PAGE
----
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Leica monocular vs Trinovid binocular 8x20

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Old Sunday 22nd January 2012, 20:27   #1
Wdh777
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Leica monocular vs Trinovid binocular 8x20

I'm looking for a compact monocular or binocular for sports etc. I'm leaning toward the monocular but why is it more expensive than the binoculars. After all the binoculars are like 2 monoculars. Does the monocular have higher quality glass or what am I missing? Thanks
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Old Sunday 22nd January 2012, 20:49   #2
jaymoynihan
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I recently purchased the Leica Monovid monocular, and i discuss it here:

http://www.birdforum.net/showthread.php?t=220741

I am unfamiliar with with Leica compact binoculars, but as a general point, given your intended use, I would recommend going with the binocular, not the monocular.
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Old Sunday 22nd January 2012, 22:10   #3
ceasar
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The Monocular has more modern coatings than the Trinovid binoculars do. It also comes with a closeup lens which can be attached to it. Also while the Trinovid 8 x 20 binocular is good it's hinges make it hard to use. In effect, it's double hinges are double jointed.

Most top of the line compact double hinged binoculars have a horizontal stop that prohibits the objective tubes from flipping up higher than 180 degrees. This keeps both tubes in one level plane and makes it easy to set your IPD when you open the binoculars to use them. Merely open the tube for one eye out as wide as possible and then fold the 2nd tube down and inward to where it fits over your other eye.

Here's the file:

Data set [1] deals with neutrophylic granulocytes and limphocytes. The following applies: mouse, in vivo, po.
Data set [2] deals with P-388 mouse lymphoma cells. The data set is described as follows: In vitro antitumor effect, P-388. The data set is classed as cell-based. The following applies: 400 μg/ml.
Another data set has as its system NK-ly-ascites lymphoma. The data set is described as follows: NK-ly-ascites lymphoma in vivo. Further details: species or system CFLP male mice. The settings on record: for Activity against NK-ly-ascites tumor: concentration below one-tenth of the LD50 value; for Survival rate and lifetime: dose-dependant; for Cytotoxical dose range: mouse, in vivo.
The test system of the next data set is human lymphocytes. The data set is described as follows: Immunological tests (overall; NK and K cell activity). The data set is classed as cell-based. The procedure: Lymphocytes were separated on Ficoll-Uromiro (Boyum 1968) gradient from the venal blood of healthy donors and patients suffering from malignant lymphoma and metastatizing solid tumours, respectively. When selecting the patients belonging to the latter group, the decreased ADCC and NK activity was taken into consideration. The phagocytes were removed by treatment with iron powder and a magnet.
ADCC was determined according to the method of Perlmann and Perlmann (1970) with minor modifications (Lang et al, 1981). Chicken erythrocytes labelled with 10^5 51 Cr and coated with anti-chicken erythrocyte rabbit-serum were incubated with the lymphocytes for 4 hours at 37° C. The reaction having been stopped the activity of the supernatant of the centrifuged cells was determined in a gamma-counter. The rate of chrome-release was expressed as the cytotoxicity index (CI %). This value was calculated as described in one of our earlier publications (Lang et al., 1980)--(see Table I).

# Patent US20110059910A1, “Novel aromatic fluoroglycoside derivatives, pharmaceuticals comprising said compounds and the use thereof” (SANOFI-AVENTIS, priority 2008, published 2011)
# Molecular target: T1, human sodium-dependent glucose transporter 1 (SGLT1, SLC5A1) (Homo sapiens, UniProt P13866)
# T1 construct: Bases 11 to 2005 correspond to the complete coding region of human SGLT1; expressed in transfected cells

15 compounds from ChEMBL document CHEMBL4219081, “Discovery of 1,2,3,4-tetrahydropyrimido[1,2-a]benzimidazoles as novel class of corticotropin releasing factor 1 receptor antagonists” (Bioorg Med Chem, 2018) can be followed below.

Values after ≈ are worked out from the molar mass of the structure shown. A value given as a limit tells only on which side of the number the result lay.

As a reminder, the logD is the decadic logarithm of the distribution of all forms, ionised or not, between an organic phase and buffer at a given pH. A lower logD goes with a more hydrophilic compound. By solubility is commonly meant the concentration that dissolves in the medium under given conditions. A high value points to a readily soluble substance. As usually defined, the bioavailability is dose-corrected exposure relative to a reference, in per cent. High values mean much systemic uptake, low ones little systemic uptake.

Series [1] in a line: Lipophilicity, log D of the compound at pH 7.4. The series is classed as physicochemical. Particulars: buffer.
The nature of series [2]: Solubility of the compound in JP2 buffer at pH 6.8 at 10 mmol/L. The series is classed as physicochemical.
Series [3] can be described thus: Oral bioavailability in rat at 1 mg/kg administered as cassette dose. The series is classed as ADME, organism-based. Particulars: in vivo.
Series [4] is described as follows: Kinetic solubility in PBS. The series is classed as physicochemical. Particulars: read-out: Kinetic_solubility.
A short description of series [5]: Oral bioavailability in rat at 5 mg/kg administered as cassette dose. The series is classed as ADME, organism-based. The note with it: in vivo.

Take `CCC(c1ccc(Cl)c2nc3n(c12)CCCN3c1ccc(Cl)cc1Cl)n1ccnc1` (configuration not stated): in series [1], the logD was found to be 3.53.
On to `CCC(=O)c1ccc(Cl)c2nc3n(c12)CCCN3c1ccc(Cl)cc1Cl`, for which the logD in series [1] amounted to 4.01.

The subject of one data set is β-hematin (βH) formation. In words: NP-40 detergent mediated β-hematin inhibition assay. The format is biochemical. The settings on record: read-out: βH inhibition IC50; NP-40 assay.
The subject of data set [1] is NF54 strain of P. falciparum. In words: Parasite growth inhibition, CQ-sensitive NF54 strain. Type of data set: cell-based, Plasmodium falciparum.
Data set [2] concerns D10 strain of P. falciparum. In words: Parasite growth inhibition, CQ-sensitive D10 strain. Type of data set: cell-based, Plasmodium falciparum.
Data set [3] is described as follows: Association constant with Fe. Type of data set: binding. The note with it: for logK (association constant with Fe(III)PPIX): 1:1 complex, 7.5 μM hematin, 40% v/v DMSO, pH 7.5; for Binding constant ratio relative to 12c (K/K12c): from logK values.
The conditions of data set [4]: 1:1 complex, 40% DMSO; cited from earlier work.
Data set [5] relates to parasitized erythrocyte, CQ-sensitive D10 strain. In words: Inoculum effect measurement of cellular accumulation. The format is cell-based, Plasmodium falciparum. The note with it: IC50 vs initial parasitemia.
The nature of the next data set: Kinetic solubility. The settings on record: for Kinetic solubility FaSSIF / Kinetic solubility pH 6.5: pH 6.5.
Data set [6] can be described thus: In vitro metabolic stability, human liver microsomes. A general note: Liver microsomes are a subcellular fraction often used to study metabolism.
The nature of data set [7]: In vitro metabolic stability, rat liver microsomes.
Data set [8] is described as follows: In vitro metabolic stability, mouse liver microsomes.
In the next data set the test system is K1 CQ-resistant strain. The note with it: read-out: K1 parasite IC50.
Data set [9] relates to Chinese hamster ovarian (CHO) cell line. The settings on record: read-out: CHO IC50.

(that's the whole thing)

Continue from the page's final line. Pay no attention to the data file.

It is awkward to do this with the Trinovid. The double jointed hinges on the binocular allow the objective tubes to move above and below this horizontal plane and they can actually be set in a "Z" shape. Because of this it is harder setting the tubes to one's correct IPD. The newer and more expensive Ultravids do not do this AFAIK.

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Old Monday 23rd January 2012, 08:23   #4
Riverbank
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We've got the new Leica Monovid and a pair of the Leica Ultravid HDs and I suspect that the coatings on the lens on the monocular and the binoculars are very similar in quality. I haven't used Trinovids but I think that they represent older technology in their lenses and coatings. I will pass on the best advise that I ever received concerning optics and that is, "Get the very best pair that you can afford."
Of course, it all depends on how much birding you do, but I figured out that since I use my binoculars every day, and that really high quality bins last a long time, I spend pennies a day on my binoculars and they give me a lot of pleasure for the investment.
The Monocular is great if you want something small and light for relatively short viewing times. For long periods of use, binoculars are usually better, but only if they fit your hands and eyes and are really easy on your eyes when you use them. The better the lenses and the coatings, and the fit of the binoculars, the more you will use them. The more you use them, the better deal you have got for yourself.
I learned this the hard way and had several pair of 'OK' binoculars and two monoculars that did very little but sit in their cases at home and in the car. Although I saved some money when I bought them, it was really money wasted.
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